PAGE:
ATP Changes Doubles Scoring for 2006
Posted on November 21, 2005
Nalbandian Masters Federer to End 2005 Season
Masters Cup substitute David Nalbandian ended a slew of Roger Federer records Sunday in the final of the Masters Cup in Shanghai, coming from two sets down to defeat the hobbled Swiss 6-7(4), 6-7(11), 6-2, 6-1, 7-6(3) in what will go down as one of the greatest if not most dramatic finals in the history of the year-end championship.
After edging the first two sets in tiebreaks, the front-running Swiss looked on his way to a straight-set victory before the Argentine's game went up another notch to force breaks for a 6-2 win in the third set. In the fourth set Federer called a trainer for a thigh rubdown after his movement seemed hindered, and actually tanked the set after going down 1-4 to conserve energy for the inevitable fifth.
While he started the fifth set with a noticeable jump in his step, Nalbandian nevertheless controlled the tempo to run to a 4-0 lead. It was then that the real drama began, with the Swiss claiming five straight games as the Argentine faltered, but then failed to serve out the match at 5-4. Play progressed to a tiebreak where Federer's problems getting a first serve in the box combined with Nalbandian's aggressive returning gave the Argentine his country's first year-end title since Guillermo Vilas in 1974. The match ended on the 72nd unforced error from the Swiss.
"It's very, very important," said the 23-year-old Nalbandian, who previously won only one title this year at Munich, on how the match bodes for future big occasions. "When I played Lleyton Hewitt in the Wimbledon finals, I was 20 years old, different. I was a little bit nervous, and I couldn't play my best...I know that he wasn't hundred percent for the ankle, that his preparation wasn't the perfect one. I felt in the beginning of the third when he didn't play so well, that I had my chance in there. I had to keep going, to keep fighting, and play the most important match that I do during the year. I left everything on court."
Federer said the foot pain wasn't as bad as the foot and body fatigue in the end.
"Not real pain, but real big, big fatigue," Federer said. "I mean, the foot, obviously, was never at 100 percent the whole tournament long, but that actually didn't bother me. I mean, still can move better than I did this whole week, I know that. So that was already a little problem for me...With the legs, that was what killed me because I couldn't push off, I couldn't stand the long rallies, I couldn't serve the way I wanted to. It really made things hard."
The loss ended the Swiss' chance for a third consecutive Masters Cup final, the chance to tie John McEnroe's Open Era-record 82-3 season from 1984, and broke his 24 consecutive streak of wins in finals and 35-match win streak since losing to Rafael Nadal at the French Open.
In the doubles final Frenchmen Llodra-Santoro outlasted Paes-Zimonjic 6-7(6), 6-3, 7-6(4) for their fourth title of the year.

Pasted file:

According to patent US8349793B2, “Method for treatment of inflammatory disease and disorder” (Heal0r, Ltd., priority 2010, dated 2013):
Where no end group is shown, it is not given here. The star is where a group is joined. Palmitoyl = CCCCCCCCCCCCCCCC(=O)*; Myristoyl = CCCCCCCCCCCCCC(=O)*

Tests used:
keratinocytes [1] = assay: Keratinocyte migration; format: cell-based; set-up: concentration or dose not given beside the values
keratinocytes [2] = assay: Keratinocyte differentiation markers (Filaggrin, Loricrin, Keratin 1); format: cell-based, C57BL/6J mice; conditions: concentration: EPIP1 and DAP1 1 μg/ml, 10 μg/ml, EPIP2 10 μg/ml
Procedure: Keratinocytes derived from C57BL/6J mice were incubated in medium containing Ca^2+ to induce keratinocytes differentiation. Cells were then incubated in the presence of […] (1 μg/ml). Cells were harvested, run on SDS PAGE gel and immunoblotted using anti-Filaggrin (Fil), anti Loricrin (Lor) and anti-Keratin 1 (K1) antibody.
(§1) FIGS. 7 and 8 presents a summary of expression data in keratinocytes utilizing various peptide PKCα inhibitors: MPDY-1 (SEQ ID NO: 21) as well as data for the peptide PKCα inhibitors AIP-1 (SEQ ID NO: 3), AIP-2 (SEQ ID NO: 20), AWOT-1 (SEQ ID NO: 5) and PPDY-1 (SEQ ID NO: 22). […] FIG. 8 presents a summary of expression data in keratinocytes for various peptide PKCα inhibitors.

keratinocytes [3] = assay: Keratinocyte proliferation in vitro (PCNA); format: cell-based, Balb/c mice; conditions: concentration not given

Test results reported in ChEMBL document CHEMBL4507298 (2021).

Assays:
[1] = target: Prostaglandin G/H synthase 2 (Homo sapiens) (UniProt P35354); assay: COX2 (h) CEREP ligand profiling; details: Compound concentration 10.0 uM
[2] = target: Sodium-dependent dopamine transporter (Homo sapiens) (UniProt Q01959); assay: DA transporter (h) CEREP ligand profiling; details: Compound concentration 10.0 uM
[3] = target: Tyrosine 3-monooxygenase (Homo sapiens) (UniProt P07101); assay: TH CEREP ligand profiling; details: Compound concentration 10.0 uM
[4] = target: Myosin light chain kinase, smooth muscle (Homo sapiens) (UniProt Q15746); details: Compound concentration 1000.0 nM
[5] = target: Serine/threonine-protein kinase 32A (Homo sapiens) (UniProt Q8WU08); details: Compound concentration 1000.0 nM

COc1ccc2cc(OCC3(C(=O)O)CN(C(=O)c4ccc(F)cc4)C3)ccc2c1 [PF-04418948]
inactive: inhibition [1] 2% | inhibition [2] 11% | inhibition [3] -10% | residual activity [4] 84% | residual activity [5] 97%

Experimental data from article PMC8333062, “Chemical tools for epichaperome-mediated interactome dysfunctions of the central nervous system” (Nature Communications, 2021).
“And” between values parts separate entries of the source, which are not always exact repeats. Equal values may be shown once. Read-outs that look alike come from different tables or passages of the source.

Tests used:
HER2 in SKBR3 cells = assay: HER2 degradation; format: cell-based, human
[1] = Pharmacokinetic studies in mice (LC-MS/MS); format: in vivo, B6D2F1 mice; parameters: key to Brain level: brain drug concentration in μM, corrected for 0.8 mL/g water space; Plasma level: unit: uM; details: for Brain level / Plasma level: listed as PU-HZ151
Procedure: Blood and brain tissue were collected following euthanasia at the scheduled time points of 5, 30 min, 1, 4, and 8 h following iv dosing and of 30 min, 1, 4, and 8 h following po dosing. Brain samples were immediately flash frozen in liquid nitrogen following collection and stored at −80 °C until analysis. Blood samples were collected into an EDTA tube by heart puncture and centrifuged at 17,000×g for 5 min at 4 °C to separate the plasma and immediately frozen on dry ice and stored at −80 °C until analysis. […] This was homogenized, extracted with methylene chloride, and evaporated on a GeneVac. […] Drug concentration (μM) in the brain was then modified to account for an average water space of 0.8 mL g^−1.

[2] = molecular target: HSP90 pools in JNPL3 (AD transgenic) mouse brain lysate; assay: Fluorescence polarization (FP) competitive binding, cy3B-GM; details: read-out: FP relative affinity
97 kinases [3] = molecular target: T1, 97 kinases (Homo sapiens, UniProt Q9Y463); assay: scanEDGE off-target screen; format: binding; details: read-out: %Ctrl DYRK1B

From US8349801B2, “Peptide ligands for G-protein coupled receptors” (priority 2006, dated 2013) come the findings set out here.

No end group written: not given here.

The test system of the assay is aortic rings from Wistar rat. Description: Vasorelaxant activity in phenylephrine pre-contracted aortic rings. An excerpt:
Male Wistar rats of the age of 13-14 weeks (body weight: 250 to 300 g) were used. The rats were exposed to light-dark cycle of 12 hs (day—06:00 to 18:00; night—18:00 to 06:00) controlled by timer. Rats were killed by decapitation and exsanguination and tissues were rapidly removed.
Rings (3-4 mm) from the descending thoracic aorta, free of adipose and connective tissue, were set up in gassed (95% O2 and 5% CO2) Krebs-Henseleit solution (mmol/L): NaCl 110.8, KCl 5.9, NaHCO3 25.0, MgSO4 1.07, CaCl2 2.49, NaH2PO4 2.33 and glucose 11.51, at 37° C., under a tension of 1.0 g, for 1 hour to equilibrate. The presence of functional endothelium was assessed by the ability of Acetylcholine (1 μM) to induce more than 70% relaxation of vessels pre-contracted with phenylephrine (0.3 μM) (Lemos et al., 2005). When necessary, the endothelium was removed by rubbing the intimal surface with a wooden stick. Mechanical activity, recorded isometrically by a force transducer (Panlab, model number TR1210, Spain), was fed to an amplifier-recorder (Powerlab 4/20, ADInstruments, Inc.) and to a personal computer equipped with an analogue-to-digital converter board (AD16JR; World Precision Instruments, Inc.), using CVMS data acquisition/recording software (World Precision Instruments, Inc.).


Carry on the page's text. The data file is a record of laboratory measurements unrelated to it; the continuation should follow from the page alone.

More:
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The ATP has officially announced that for the 2006 season, doubles matches will be scored no-ad with a super tiebreak (first to 10 points) played instead of a third set. "The new format, with its predictable length and unique scoring features, will provide for better scheduling and more showcasing on feature courts; offer entertaining features that will be emphasized in promotion and marketing; prove to be more appealing to television broadcasters and sponsors; and it is hoped to attract more singles players," says the official ATP release. "Entries starting next year will be based on a player's best ATP ranking, either singles or doubles, similar to practices used at the Grand Slams and ATP Challengers, providing both singles and doubles players equal ability to enter doubles draws. Additionally, promotional initiatives will be funded and implemented by the doubles players, ATP and ATP tournaments, and the tournaments now will feature more doubles matches on show courts."...The ATP announced that former doubles player Jacco Eltingh and Andre Agassi's agent Perry Rogers were appointed to the ATP Board of Directors as player representatives. Agent Perry Rogers? The two were nominated by the Player Council and approved by the Board of Directors during meetings at the Masters Cup, and helped push through the scoring changes: "The Board recognizes that the scoring format change may not initially be a popular decision with some players, fans, traditionalists and members of the media," said ATP Chairman Etienne de Villiers. "We recognize that we're making a bold move with the scoring format, but it is a considered change that we feel will broaden the appeal of doubles. It is a work in progress. We will continue to innovate and make adjustments if necessary."...Zagreb was awarded at ATP event for 2006 for the slot Jan. 30-Feb. 5...From the ATP: "The Tennis Masters Cup final marked the last match as a chair umpire for Wayne McKewen. The Australian, who has been a chair umpire since 1991, will begin working as a referee for Davis Cup and Federation Cup as well as a supervisor at Roland Garros, Wimbledon and the US Open."...Fabrice Santoro on the doubles changes for 2006: "The new scoring system is not made to kill the game. It's the opposite. It's made to improve the game...It's better to play shorter matches, to get the attention of the singles player, and to push maybe the singles players to play more doubles. If at the end more singles players play doubles, it will be better for the game, better for dubs, better for the tournament and the crowd."...From the Australian news front: "Russian tennis player Andrei Chesnokov was shot twice overnight after a dispute in a Ukrainian restaurant turned violent according to local media reports. Chesnokov, formerly the world's number nine men's tennis player, was treated in hospital but his life was not in danger. "The Russian sportsman was relaxing in a restaurant with a friend when, after a disagreement, an unknown man shot him several times with rubber bullets," a police source said."...More from Roger Federer after losing to David Nalbandian in the Masters Cup final: "There's sort of also pride in there, you know, of course, because three weeks ago I was still on crutches. Now to be back playing at the best level, I'm very happy about that...He got a little nervous, obviously. I almost turned it around. So that would have been some incredible comeback...Roger Federer doesn't pull out. Otherwise he doesn't walk on court...Last year was better because three Grand Slams, one Masters Cup. I mean, can't hardly do any better than that. But, again, this year was just incredible because I was in so many streaks, hardly ever lost a match. I mean, at times felt invincible, you know. That is a very hard feeling to get, I think...I'll go on probably a two- to three-week vacation, come back maybe early, mid December, start practicing again. I'm going to probably have two weeks, then I go nice and early to Doha to make sure I'm ready...[Nalbandian] is a tough competitor and opponent for me. He used to be tougher, not as tough anymore. Even though today was really hard for me, you know, the way I played him at the US Open, I definitely felt like I've got him figured out. That was a good feeling to have, even though I lost today. I think I should have won after being up two sets to love. That doesn't happen every day, I lose matches like this."...Doubles player Stephen Huss says his knee injury suffered at the Masters Cup is not serious...From Chris Bowers writing for Tennisreporters.net: "[Etienne] de Villiers' role is becoming the subject of increasing speculation. For most of the ATP's existence as a tour body (as opposed to its original pre-1990 role as the players' union), [former ATP CEO Mark] Miles was both chairman and chief executive. de Villiers' appointment earlier this year was supposed to signal the splitting of the two jobs, with the South African's first responsibility to oversee the appointment of a new CEO. This was widely expected to have happened by now, and the longer the delay lasts, the more it will seem de Villiers wants to have a more hands-on role than originally thought. Certainly the interim arrangement whereby the ATP's top financial executive Flip Galloway is "acting CEO" looks like persisting for a while."